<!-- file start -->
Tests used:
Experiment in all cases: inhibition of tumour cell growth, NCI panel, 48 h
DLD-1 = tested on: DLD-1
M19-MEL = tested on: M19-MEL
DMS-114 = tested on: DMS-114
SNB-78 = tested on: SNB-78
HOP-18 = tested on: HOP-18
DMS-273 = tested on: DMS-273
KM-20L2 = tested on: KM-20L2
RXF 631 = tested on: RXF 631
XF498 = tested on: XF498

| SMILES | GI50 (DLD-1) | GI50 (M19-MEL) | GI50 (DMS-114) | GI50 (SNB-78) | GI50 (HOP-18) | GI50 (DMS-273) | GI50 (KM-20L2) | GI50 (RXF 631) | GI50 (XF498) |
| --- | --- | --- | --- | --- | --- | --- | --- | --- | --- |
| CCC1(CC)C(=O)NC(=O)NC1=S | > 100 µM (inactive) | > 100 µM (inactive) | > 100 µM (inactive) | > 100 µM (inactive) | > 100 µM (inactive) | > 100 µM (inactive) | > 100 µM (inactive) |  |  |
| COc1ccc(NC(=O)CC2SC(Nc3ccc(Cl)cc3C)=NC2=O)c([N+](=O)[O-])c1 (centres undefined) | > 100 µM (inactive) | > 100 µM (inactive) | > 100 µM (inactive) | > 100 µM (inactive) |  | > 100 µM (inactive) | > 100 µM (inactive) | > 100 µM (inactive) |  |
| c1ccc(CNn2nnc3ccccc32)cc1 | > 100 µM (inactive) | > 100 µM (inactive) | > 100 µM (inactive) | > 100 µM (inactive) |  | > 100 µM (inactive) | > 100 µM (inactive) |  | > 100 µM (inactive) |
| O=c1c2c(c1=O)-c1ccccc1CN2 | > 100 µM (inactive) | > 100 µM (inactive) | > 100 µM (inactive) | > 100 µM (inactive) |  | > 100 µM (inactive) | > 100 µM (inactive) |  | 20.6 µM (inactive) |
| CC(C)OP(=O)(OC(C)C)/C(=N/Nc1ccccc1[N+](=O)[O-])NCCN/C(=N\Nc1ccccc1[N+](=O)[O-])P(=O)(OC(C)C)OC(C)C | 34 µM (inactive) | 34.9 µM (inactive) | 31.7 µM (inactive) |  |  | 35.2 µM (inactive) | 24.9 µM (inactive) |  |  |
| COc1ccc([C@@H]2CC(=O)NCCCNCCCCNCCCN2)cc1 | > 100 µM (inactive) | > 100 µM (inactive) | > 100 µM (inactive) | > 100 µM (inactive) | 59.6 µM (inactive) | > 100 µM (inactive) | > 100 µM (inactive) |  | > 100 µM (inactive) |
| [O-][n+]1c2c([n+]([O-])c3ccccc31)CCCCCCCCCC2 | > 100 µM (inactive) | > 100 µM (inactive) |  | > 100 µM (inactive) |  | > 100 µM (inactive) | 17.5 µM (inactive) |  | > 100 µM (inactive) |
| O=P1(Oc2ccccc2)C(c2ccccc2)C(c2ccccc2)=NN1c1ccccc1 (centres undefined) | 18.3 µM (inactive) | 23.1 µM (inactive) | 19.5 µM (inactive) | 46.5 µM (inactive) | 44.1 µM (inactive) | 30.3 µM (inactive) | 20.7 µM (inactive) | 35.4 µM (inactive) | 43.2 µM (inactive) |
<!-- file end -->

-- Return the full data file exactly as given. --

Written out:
Tests used:
Experiment in all cases: inhibition of tumour cell growth, NCI panel, 48 h
DLD-1 = tested on: DLD-1
M19-MEL = tested on: M19-MEL
DMS-114 = tested on: DMS-114
SNB-78 = tested on: SNB-78
HOP-18 = tested on: HOP-18
DMS-273 = tested on: DMS-273
KM-20L2 = tested on: KM-20L2
RXF 631 = tested on: RXF 631
XF498 = tested on: XF498

| SMILES | GI50 (DLD-1) | GI50 (M19-MEL) | GI50 (DMS-114) | GI50 (SNB-78) | GI50 (HOP-18) | GI50 (DMS-273) | GI50 (KM-20L2) | GI50 (RXF 631) | GI50 (XF498) |
| --- | --- | --- | --- | --- | --- | --- | --- | --- | --- |
| CCC1(CC)C(=O)NC(=O)NC1=S | > 100 µM (inactive) | > 100 µM (inactive) | > 100 µM (inactive) | > 100 µM (inactive) | > 100 µM (inactive) | > 100 µM (inactive) | > 100 µM (inactive) |  |  |
| COc1ccc(NC(=O)CC2SC(Nc3ccc(Cl)cc3C)=NC2=O)c([N+](=O)[O-])c1 (centres undefined) | > 100 µM (inactive) | > 100 µM (inactive) | > 100 µM (inactive) | > 100 µM (inactive) |  | > 100 µM (inactive) | > 100 µM (inactive) | > 100 µM (inactive) |  |
| c1ccc(CNn2nnc3ccccc32)cc1 | > 100 µM (inactive) | > 100 µM (inactive) | > 100 µM (inactive) | > 100 µM (inactive) |  | > 100 µM (inactive) | > 100 µM (inactive) |  | > 100 µM (inactive) |
| O=c1c2c(c1=O)-c1ccccc1CN2 | > 100 µM (inactive) | > 100 µM (inactive) | > 100 µM (inactive) | > 100 µM (inactive) |  | > 100 µM (inactive) | > 100 µM (inactive) |  | 20.6 µM (inactive) |
| CC(C)OP(=O)(OC(C)C)/C(=N/Nc1ccccc1[N+](=O)[O-])NCCN/C(=N\Nc1ccccc1[N+](=O)[O-])P(=O)(OC(C)C)OC(C)C | 34 µM (inactive) | 34.9 µM (inactive) | 31.7 µM (inactive) |  |  | 35.2 µM (inactive) | 24.9 µM (inactive) |  |  |
| COc1ccc([C@@H]2CC(=O)NCCCNCCCCNCCCN2)cc1 | > 100 µM (inactive) | > 100 µM (inactive) | > 100 µM (inactive) | > 100 µM (inactive) | 59.6 µM (inactive) | > 100 µM (inactive) | > 100 µM (inactive) |  | > 100 µM (inactive) |
| [O-][n+]1c2c([n+]([O-])c3ccccc31)CCCCCCCCCC2 | > 100 µM (inactive) | > 100 µM (inactive) |  | > 100 µM (inactive) |  | > 100 µM (inactive) | 17.5 µM (inactive) |  | > 100 µM (inactive) |
| O=P1(Oc2ccccc2)C(c2ccccc2)C(c2ccccc2)=NN1c1ccccc1 (centres undefined) | 18.3 µM (inactive) | 23.1 µM (inactive) | 19.5 µM (inactive) | 46.5 µM (inactive) | 44.1 µM (inactive) | 30.3 µM (inactive) | 20.7 µM (inactive) | 35.4 µM (inactive) | 43.2 µM (inactive) |